The Rotman Research Institute of Baycrest Centre for Geriatric Care is offering a Mitacs-funded postdoctoral research fellowship involving the neurobiology of motor behaviour, language, and interhemispheric interaction in the context of stroke rehabilitation. The successful candidate will be offered a one-year contract and expected to apply together with the PI for Mitacs funding (extremely high success rate) to work jointly with iRegained.ca in an academic-industrial partnership for up to three years. The fellow will be primarily supervised by Dr. Jed Meltzer (meltzerlab.org) at the RRI in Toronto, co-supervised by Dr. Aimee Nelson of McMaster University in Hamilton, and will work closely with our industrial partner iRegained.ca. The candidate should either be experienced with research on human motor behaviour, and interested in exploring the intersection of this field with language, or the other way around. The fellow will have primary responsibility for planned clinical trials of a novel hand function rehabilitation device in stroke survivors, and will assess neurophysiological changes associated with training-related improvements. Involvement in parallel studies on language rehabilitation is possible. The fellow will also have the opportunity to pursue basic science studies investigating the coordination of activity between hemispheres in motor and language processes. Topics of interest include: Neuromodulation with TMS and TDCS, electrophysiological connectivity studied with MEG, linking TMS and MEG measurements of connectivity and inhibitory neuronal function, dissociating excitatory and inhibitory connectivity, and hemispheric lateralization of language and motor functions.
The Rotman Institute is fully equipped for cognitive neuroscience research, with a 3T MRI, 275-channel CTF MEG, TMS, HD-TDCS, several EEG systems, and an excellent infrastructure for patient recruitment and testing. We seek a candidate with excellent computational skills, academic interest in cognitive neuroscience, and a personal manner suitable for comfortable interactions with elderly patients with limited mobility and/or communication abilities. Prior experience with neuroimaging is helpful but not an absolute must.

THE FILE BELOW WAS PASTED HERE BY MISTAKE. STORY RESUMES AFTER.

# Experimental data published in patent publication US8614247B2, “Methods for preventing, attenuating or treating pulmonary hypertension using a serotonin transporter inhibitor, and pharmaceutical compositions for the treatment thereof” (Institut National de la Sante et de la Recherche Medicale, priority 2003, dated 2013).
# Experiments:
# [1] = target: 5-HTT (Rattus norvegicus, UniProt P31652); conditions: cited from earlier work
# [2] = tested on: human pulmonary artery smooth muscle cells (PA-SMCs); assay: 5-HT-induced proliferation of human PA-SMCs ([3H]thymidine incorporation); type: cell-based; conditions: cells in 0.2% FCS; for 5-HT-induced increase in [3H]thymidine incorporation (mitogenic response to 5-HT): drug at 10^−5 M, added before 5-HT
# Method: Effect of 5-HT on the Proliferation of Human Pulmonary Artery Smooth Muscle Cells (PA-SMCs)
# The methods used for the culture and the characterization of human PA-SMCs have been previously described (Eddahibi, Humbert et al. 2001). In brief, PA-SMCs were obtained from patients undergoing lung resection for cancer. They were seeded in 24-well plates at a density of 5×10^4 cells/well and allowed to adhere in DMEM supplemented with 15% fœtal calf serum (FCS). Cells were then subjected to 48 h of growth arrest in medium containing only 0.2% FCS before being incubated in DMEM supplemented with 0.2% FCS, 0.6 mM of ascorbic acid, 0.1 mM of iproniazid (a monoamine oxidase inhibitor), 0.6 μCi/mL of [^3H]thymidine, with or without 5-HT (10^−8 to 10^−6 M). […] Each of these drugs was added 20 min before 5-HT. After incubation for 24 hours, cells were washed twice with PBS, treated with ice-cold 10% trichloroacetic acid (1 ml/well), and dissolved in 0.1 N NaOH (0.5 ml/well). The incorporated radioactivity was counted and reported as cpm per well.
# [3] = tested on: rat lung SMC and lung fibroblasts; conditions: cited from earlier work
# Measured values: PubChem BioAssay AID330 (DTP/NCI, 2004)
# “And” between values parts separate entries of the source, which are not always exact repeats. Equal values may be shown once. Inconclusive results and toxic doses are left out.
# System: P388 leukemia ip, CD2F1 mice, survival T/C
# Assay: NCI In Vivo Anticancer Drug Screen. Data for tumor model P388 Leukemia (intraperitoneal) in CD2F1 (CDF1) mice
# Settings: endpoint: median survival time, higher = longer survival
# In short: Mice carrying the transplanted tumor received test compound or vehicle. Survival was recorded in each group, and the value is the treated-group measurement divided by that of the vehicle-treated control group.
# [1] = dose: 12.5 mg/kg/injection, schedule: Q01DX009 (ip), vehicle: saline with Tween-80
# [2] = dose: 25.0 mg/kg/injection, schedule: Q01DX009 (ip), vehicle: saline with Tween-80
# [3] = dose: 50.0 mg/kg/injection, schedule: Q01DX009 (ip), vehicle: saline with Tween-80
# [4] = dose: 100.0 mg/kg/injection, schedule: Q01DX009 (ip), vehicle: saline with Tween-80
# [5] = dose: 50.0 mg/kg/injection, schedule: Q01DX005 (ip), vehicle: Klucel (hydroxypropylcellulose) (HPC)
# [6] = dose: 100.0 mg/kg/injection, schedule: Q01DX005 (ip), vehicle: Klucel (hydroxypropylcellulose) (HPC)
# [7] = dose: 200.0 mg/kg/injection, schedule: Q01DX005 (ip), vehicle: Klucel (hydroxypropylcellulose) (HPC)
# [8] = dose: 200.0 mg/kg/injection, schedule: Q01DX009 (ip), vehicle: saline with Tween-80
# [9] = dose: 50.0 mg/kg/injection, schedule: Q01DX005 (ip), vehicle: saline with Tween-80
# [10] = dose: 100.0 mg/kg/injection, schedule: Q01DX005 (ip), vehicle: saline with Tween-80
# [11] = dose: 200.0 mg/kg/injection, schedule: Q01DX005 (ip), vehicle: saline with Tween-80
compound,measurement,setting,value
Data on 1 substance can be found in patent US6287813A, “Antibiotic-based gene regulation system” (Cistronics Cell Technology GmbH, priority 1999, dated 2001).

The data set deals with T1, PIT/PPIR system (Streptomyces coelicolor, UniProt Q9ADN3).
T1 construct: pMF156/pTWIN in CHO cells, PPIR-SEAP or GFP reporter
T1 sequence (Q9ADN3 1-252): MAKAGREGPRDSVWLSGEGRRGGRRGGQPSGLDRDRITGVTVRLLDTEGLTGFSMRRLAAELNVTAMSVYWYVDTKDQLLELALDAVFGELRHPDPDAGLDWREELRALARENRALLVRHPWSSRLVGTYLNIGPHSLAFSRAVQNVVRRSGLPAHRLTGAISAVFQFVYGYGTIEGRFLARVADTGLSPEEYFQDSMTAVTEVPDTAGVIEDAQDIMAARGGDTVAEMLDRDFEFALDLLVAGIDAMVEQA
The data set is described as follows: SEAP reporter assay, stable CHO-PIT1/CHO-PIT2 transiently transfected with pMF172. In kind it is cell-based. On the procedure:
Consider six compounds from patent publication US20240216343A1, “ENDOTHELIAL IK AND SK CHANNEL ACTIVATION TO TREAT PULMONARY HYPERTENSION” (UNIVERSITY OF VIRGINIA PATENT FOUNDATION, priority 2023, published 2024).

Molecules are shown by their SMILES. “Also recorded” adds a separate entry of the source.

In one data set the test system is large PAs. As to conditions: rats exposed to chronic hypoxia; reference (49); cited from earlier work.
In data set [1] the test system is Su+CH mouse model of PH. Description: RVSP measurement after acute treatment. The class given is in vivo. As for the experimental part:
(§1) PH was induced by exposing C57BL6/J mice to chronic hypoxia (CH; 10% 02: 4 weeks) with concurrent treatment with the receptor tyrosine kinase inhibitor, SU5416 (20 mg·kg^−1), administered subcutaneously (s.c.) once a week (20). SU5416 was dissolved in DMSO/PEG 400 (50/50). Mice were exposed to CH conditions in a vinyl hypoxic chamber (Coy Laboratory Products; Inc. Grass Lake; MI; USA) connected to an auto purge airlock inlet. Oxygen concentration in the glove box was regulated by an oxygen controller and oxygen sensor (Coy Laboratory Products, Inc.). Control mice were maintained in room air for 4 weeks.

The fellowship will start in the summer of 2022 (flexible; but early start date preferred) and offers ample opportunity for collaborations both within the institute and with other researchers in Toronto, and for professional development training.
The Rotman Research Institute (RRI) is a premier international centre for the study of human brain function. The RRI is committed to advancing knowledge of healthy aging and age-related disorders, such as dementia, stroke, and sensory loss, by building on its foundational strengths in psychology and its leadership in the innovative use of qualitative and quantitative methods and technologies
Responsibilities include but are not limited to:
Running physiological data collection sessions.
Working with individuals with disabilities.
Programming for experimental design and data analysis.
Dissemination of research results, including publications, conference presentations, public outreach, etc.
Qualifications include but are not limited to:
PhD or equivalent degree in psychology, neuroscience, kinesiology, engineering, or a similar field related to neurorehabilitation.
Knowledge of neurophysiological techniques such as EEG, EMG, TMS, MEG, fMRI.
Interest in language and motor systems.
Effective oral and written communication skills
Ability to work in an inter-disciplinary team